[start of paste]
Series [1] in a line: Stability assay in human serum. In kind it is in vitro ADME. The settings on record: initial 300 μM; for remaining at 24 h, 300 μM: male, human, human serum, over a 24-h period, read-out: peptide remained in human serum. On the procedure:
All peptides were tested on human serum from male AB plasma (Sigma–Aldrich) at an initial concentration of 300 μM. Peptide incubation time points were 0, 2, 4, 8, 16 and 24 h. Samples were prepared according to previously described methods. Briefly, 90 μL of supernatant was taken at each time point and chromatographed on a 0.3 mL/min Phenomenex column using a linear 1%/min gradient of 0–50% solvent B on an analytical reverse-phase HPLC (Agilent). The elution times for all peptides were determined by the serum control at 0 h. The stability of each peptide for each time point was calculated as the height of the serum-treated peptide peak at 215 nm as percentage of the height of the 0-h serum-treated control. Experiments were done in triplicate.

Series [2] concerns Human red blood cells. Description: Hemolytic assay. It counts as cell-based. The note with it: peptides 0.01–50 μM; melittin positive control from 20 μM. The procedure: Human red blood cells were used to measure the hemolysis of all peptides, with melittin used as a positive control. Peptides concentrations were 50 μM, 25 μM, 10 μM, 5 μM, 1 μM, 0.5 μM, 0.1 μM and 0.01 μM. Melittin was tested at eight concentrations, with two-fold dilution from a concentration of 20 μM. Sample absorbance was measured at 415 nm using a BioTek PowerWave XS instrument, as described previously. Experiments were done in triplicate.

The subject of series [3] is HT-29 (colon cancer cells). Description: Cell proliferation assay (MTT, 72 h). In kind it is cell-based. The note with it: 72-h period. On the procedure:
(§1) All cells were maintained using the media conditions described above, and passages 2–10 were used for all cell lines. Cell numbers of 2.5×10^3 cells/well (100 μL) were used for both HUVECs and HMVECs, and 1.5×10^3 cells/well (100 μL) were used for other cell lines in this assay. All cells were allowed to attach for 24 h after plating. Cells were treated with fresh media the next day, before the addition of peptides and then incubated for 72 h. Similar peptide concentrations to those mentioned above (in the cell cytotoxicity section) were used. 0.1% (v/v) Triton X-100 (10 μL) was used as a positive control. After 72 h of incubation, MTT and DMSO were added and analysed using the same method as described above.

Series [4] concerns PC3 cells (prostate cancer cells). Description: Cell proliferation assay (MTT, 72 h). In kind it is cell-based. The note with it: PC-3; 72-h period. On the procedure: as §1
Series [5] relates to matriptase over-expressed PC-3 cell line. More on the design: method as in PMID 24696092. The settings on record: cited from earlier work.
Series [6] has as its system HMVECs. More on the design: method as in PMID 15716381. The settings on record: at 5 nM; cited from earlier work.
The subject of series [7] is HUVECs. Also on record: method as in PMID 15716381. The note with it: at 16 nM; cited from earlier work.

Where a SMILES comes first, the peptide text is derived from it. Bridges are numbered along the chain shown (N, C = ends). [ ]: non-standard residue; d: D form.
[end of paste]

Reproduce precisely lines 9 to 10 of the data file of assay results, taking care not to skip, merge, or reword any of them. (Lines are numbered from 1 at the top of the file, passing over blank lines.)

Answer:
The subject of series [7] is HUVECs. Also on record: method as in PMID 15716381. The note with it: at 16 nM; cited from earlier work.

Where a SMILES comes first, the peptide text is derived from it. Bridges are numbered along the chain shown (N, C = ends). [ ]: non-standard residue; d: D form.